Published January 08, 2015
Jared Michael Padgett was a straight-arrow kid who had a fascination with guns, planned a career in the military and was deeply devoted to his Mormon faith, those who knew him say.
And they're all wondering why the 15-year-old took an assault rifle, a handgun and nine ammunition magazines to his high school and killed a fellow freshman, injured a teacher and took his own life.
Police said Wednesday that they have not been able to establish a link between Padgett and Emilio Hoffman, the 14-year-old who was shot dead in a locker room.
Police have not said whether they believe Padgett had a specific target when he arrived at Reynolds High School in Troutdale on Tuesday morning or planned a random shooting.
Padgett was passionate about guns and had a temper, but he also seemed like a nice and normal kid, students say.
"He always talked about guns," said Kaylah Ensign, a student who had a class with Padgett and was a close friend of the victim. She said Padgett could be kind and respectful but sometimes got angry.
"He helped kids, and I never would have thought he would do that," Ensign recalled. "And he was really neat."
Freshman Daniel DeLong, 15, said he would see Padgett in the halls but did not have any classes with him.
"Honestly, he looked like a really nice kid, like somebody you'd want to have on your side," DeLong said.
Earl Milliron, a close friend of the Padgett family, said Jared planned a career in the military, was a devout Mormon and was ordained as a deacon at age 12. He was so dependable at church, Milliron said, that the bishop appointed Jared president of the deacons' quorum.
"His father never told me he was worried about Jared. And I never suspected that he had serious problems," said Milliron, 86, who has known the Padgett family for more than 25 years and belongs to the same church ward. "I refuse in my mind to believe that Jared Michael who did the shooting is the same Jared Michael I knew."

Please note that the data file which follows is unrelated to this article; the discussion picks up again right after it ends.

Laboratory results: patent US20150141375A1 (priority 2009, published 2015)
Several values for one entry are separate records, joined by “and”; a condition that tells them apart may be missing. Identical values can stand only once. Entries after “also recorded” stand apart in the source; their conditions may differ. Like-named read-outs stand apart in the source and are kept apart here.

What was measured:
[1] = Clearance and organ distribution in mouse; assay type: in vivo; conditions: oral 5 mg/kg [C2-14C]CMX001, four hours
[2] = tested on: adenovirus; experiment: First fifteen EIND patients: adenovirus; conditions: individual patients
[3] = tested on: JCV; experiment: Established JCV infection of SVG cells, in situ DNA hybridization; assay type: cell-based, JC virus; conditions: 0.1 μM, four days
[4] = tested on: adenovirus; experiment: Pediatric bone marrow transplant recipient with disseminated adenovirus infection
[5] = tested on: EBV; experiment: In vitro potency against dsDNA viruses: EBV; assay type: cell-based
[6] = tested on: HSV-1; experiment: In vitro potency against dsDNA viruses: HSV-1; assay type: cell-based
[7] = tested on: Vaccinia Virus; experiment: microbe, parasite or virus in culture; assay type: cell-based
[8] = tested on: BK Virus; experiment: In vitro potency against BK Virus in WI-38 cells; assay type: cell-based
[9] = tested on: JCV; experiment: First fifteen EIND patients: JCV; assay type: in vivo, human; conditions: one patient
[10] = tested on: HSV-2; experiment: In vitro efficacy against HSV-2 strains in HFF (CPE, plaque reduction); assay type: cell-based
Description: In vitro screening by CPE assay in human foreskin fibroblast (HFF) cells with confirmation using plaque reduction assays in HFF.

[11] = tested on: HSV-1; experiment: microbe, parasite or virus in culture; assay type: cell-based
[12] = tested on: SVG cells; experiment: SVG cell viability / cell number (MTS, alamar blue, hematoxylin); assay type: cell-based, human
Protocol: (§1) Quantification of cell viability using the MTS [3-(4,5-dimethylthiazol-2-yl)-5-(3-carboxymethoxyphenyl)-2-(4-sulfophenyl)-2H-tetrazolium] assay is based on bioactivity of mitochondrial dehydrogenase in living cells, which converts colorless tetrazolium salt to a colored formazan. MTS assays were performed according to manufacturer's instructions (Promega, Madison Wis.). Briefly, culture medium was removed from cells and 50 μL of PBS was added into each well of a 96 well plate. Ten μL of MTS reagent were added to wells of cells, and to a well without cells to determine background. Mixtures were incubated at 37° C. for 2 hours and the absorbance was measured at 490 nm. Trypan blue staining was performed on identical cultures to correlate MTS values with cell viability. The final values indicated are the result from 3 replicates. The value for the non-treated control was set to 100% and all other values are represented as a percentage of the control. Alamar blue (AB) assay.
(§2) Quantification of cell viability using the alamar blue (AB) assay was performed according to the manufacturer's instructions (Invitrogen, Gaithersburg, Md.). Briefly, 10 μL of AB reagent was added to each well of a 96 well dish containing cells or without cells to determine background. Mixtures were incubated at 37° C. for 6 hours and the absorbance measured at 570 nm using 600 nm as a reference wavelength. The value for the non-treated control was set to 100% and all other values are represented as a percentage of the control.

Padgett's oldest brother had served in the military in Afghanistan and the younger boy was planning the same path, Milliron said. Jared Padgett was in the Junior Reserve Officers' Training Corps program and was proud to be seen in his uniform.
Padgett's parents had separated about five years ago, and the father raised the couple's six children, Milliron said.
"I saw Jared at church every Sunday," he said. "He was very quiet, I never saw him angry, he was extremely even-tempered, he was always at the best possible behavior."
Padgett had taken the weapons used in the attack from his family home, Troutdale Police Chief Scott Anderson said.
"The weapons had been secured, but he defeated the security measures," the chief said.
Padgett took a school bus to campus and carried a guitar case and duffel bag. But police declined to say if the weapons had been concealed in the baggage.
Student Jose Garcia, who was on the same bus, said someone asked Padgett what the guitar case and duffel bag held, and Padgett said it was his football gear and a uniform stand, which is a rack for keeping uniforms crisp, The Oregonian reported.
Garcia, 15, told the newspaper he didn't think much of it, because they were supposed to be in uniform Tuesday for their JROTC final.
At school, Padgett headed to a gymnasium that was detached from the main building and shot Hoffman in a locker room, authorities said. He also wounded physical education teacher Todd Rispler, who managed to make his way to an office and warn administrators about the shooting. A lockdown was ordered, and authorities notified.
As the gunman moved through a hallway, he encountered two officers, exchanged fire with one of them, and went into a restroom, Anderson said.
Padgett was later found dead in the bathroom.
Jennifer Hoffman, the mother of the victim, said Emilio loved his friends and sports, especially soccer. He had a sister and three brothers, along with a number of foster siblings he had grown up with.
She says he enjoyed science and history, but soccer was his whole life.
She urged his friends to "be happy like Emilio. Smile like him. Laugh like him."
Associated Press writer Steven DuBois in Portland contributed to this report.